Wild Ideas Worth Sharing

Indian PaintbrushThe Wild Ideas Worth Sharing speaker series, held in collaboration with the Academy of Science St. Louis, offers opportunities to network, learn, and envision a more biodiverse St. Louis region and world. A diversity of people share stories and insights from real-world projects happening in the region and around the world, and challenge us to wildly rethink how we live, work and play.

Convened by BiodiverseCity St. Louis and the 100+ organizations within its network, the Wild Ideas series returns in 2017 with a line-up of local and global perspectives on how cities, communities and entire cultures can live in ways that enable a greater diversity of life to survive and thrive:




July 25, 2017; 6–8 p.m.
Visualizing Biodiversity for a Better World
How science, art, and imagination create change
Featured speakers:


 
Dr. Leighton Reid
Assistant Scientist, Center for Conservation and Sustainable Development, Missouri Botanical Garden
"Visualizing Rainforests in Tropical Cow Pastures"
Leighton ReidAs a restoration ecologist, Dr. Leighton Reid aims to improve ecological restoration outcomes through applied research, capacity building, and public engagement. Since 2014, Dr. Reid has been at the Missouri Botanical Garden’s Center for Conservation and Sustainable Development, where he collaborates with botanists, reintroduction biologists, and conservation ecologists to address biodiversity conservation issues regionally and globally. His approach includes observing ecosystem recovery, identifying barriers to ecosystem development, and designing and testing strategies to improve restoration outcomes. Dr. Reid has studied birds, bats, seed dispersal, tree communities, vascular epiphytes, and human dimensions of restoration in southern Costa Rica, small mammal communities in California and Oregon, and long-term plant community changes in eastern hardwood forests. Drawing on his experiences studying ecosystem recovery and restoration in Costa Rica, Madagascar, and Missouri, Leighton will share how observing natural history can reveal the ecological potential of degraded landscapes.

Dr. David Haskell
Professor of Biology and Environmental Studies, University of the South
"The Songs of Trees"
David HaskellThe lives of people and trees have been connected since the dawn of humanity. In the modern era these relationships take many forms, from industrial forestry and urban street trees to “conserved” nature and fuel for “green” electricity production. Dr. David Haskell traveled to a dozen trees around the world to listen to these diverse interconnections. His work combines sound recording, conversations with local people, and investigations of the scientific literature, all rooted in repeated sensory engagement with the trees. The result is a book, The Songs of Trees, that combines contemplation and science, ethics and literature. Haskell’s scientific research on ecology, evolution, and conservation has been sponsored by the National Science Foundation, the Environmental Protection Agency, the Fish and Wildlife Service, the World Wildlife Fund, among others. Deborah Blum, Pulitzer winner and director of the Knight Science Journalism program at MIT wrote that Haskell "may be the finest literary nature writer working today."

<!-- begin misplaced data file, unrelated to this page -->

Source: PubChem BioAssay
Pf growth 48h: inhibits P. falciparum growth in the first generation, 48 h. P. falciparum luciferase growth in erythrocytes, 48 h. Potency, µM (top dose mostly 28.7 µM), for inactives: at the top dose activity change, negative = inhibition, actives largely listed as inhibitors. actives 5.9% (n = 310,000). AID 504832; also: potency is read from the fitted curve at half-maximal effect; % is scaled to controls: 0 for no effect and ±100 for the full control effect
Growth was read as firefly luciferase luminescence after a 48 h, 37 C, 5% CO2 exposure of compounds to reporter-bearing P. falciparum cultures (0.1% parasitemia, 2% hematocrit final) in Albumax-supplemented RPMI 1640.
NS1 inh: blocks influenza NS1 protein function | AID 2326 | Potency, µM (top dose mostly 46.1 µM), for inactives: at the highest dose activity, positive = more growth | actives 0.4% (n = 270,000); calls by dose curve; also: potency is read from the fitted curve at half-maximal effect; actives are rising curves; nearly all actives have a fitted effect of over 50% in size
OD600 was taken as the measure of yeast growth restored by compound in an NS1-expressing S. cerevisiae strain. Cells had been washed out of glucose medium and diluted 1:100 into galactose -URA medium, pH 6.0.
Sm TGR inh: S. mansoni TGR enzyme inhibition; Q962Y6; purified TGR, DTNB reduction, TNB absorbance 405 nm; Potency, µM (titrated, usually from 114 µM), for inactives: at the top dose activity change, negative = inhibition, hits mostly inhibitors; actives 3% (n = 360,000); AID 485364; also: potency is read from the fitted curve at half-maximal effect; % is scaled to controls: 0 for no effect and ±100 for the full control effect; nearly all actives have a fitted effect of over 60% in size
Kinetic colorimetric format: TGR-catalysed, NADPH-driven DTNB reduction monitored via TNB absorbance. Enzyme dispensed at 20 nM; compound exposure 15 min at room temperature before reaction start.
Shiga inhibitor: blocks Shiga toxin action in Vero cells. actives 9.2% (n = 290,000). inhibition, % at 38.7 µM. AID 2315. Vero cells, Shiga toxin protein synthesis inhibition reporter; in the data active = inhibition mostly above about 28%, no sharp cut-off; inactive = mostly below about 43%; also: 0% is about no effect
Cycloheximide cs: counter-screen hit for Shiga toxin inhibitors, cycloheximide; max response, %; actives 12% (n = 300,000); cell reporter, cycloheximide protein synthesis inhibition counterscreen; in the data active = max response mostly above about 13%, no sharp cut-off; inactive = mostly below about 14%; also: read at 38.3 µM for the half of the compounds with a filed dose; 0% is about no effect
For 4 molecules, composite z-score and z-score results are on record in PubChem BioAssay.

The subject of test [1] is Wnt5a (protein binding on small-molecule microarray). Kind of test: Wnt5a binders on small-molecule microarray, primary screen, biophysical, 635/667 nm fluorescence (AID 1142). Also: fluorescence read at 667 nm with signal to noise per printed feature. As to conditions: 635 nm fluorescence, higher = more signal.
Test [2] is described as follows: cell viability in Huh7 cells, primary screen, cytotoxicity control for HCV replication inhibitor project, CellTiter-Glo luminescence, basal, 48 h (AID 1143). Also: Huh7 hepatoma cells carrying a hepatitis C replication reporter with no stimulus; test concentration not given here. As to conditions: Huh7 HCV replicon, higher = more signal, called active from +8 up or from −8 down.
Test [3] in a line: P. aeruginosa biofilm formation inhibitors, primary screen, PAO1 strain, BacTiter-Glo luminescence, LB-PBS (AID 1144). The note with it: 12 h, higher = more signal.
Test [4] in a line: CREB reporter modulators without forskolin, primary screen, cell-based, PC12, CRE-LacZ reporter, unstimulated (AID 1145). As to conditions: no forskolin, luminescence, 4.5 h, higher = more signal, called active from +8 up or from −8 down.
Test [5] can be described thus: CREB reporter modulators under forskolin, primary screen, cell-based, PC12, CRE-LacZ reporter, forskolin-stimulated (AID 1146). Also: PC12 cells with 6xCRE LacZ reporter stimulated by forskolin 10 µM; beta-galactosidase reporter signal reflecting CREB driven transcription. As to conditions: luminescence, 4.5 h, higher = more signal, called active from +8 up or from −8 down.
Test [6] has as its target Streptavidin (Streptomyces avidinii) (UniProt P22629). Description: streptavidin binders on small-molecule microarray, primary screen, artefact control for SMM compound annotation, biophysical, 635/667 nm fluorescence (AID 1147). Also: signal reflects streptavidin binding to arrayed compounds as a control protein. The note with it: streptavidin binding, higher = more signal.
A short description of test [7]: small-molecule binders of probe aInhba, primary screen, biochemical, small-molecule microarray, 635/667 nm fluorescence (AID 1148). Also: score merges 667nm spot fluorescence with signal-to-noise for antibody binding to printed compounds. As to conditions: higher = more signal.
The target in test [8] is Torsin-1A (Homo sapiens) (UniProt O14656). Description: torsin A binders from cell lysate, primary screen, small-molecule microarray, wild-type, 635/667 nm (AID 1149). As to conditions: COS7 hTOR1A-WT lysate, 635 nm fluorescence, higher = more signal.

Convened by BiodiverseCity St. Louis, Academy of Science of St. Louis, and Missouri Botanical Garden's Center for Conservation and Sustainable Development
Location: Missouri Botanical Garden, Ridgway Visitor Center, 4344 Shaw Boulevard, St. Louis
Map and directions
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Barbara DeutschSeptember 12, 2017; 5:30–7:30 p.m.
Landscape Performance Series
Making the case for sustainable landscape solutions
Featured speaker: Barbara Deutsch, Landscape Architecture Foundation
Convened by BiodiverseCity St. Louis, Academy of Science of St. Louis and Missouri Gateway Chapter of the U.S. Green Building Council
Location: Alberici, 8800 Page Avenue, St. Louis
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Dr. Elaine InghamNovember 2, 2017; 6–8:30 p.m.
The Soil Web of Life
Featured speaker: Dr. Elaine Ingham, Soil Foodweb Inc.
Convened by BiodiverseCity St. Louis, Academy of Science of St. Louis and Deer Creek Watershed Alliance
Location: Mary Institute and Country Day School (MICDS), 101 N. Warson Road, St. Louis, McDonnell Hall – Building 24
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Sponsored by the Trio Foundation of Saint Louis. 


Academy of Science St. Louis logo

Chartered in 1856, The Academy of Science of St. Louis is an independent science organization dedicated to advancing the public understanding of science and promoting interest in the sciences to students and adults through accessible, year-round seminars and educational initiatives.

BiodiveseCity St. Louis logo

BiodiverseCity St. Louis is a growing network of organizations and individuals throughout the greater St. Louis region who share a stake in improving quality of life for all through actions that welcome nature into our urban, suburban and rural communities.



 
A Community Initiative to Promote, Protect and Plan for Biodiversity Throughout the Greater St. Louis Region